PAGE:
If sleeping habits seem to suddenly change or if you don’t notice any discernible pattern in your cat’s behavior, it’s time to go to the veterinarian. Cats may have trouble sleeping due to newly developed discomfort or they may be sleeping more often because they feel ill. It’s best not to take chances and assume you understand what’s going on. Only your vet will be able to tell.
Cats are often ready, willing, and able to sleep just about anywhere. Although a comfortable cat bed is an excellent addition to your home, don’t be surprised if your cat doesn’t feel inclined to use it. Your cat will explore and find a place they deem comfortable enough, even if it seems strange to you.
Cats often find new sleeping spots, often in high places. They may not sleep in one place for too long. This behavior is also observed in wild cats. This could have something to do with a primal instinct that encourages cats to vary their routines to reduce their vulnerability.
Cats are both predators and prey. They have an instinct to hunt smaller prey, but they also run the risk of falling victim to larger predators. Your domestic house cat is unlikely to encounter predators, but the instinct to hide from them is still ingrained in your cat’s mentality. Sleeping in odd places is a method of making themselves more difficult for predators to access, and making their habits difficult to track.
The best thing you can do to promote restful sleep for your cat is to ensure that your cat can sleep undisturbed. This means no excessively loud noises or interruptions to their routine. If you’d like a cuddle, wait for your cat to wake up or allow your cat to sleep in an area of your home where you can easily curl up with them.
Outside of these considerations, a well-balanced diet combined with adequate exercise, 24/7 access to fresh water, and stimulation should be enough to support a healthy cat’s natural sleep cycle.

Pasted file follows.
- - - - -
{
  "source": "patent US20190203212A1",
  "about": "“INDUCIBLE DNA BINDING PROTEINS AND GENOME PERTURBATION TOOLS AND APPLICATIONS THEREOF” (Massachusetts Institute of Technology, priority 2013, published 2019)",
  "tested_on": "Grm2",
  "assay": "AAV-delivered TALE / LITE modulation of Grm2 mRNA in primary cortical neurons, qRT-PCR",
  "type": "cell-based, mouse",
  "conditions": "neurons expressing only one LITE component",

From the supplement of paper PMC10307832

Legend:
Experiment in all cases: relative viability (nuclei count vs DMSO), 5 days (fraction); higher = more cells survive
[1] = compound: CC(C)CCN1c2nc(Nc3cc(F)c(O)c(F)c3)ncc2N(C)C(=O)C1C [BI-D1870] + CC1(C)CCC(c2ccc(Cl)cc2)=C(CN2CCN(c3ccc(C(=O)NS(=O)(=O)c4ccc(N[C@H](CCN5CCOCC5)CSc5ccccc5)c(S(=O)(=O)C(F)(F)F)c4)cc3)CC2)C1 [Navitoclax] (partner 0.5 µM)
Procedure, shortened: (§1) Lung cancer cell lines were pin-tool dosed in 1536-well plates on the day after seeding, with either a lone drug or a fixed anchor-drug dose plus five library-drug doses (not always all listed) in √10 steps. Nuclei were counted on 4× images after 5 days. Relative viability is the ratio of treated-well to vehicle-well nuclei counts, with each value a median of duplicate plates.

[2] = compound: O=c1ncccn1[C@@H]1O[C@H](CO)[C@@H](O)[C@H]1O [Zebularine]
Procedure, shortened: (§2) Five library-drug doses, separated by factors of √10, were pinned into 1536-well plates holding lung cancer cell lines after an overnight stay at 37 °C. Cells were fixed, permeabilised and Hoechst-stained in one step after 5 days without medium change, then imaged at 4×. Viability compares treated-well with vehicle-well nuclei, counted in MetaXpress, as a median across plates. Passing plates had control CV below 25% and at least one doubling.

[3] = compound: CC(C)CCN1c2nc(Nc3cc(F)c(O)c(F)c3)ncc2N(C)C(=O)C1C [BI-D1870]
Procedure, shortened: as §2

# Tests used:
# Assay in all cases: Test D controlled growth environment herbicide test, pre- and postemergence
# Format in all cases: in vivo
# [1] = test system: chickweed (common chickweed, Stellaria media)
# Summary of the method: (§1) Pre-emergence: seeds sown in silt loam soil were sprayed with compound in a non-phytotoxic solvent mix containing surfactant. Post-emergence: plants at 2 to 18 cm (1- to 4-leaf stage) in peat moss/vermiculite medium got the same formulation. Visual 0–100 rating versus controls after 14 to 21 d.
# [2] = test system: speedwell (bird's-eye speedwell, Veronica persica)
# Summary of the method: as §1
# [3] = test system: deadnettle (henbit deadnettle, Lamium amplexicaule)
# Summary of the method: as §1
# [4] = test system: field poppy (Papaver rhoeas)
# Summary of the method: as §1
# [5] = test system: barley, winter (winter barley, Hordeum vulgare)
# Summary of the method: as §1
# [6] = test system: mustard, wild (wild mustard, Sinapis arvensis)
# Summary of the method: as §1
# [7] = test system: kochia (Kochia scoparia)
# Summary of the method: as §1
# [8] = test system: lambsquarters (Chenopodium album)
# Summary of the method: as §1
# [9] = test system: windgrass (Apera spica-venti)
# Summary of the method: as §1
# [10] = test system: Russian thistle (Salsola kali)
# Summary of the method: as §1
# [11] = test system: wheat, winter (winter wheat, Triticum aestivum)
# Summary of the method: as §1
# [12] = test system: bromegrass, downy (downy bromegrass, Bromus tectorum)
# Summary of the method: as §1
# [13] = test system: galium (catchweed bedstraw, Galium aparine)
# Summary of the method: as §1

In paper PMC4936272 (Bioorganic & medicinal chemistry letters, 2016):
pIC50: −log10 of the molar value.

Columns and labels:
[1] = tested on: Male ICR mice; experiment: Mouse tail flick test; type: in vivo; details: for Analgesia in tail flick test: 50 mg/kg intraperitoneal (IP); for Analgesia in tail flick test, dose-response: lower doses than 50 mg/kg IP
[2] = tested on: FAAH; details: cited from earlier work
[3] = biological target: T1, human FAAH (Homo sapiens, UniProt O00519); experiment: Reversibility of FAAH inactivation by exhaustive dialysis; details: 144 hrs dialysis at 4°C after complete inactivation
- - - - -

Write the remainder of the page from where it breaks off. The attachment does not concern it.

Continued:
Because cats are naturally inclined to sleep so much, it can be difficult to tell if your cat is sleeping too much.
If you have concerns about the amount of sleep your cat gets, observe their behavior for a week or two and take notes. If your cat isn’t up and active as much as you feel they should be, check your cat for signs of illness, injury, or discomfort. Bring your notes and observations to your cat’s veterinarian for a proper evaluation.
If your cat is sleeping excessively simply out of boredom, get a few more toys for your household and spend some time engaging your cat in play. When your cat has an activity they particularly enjoy, they may forgo an hour or two of napping in favor of doing something exciting.
If your cat doesn’t seem to be getting enough restful sleep, make sure their environment is conducive to proper sleep. Have your cat evaluated by a veterinarian to rule out or discern any underlying medical causes that may be contributing to your cat’s inability to sleep properly.
If you find your cat’s environment is fairly relaxing but they’re still a little on edge, CBD oil can work to promote a calm mood. If temporary environmental distress, like loud storms or new houseguests, are disrupting your cat’s routine, CBD can keep your cat calm enough to rest until the situation concludes.
These statements have not been evaluated by the Food and Drug Administration. These products is not intended to diagnose, treat, cure, or prevent any disease.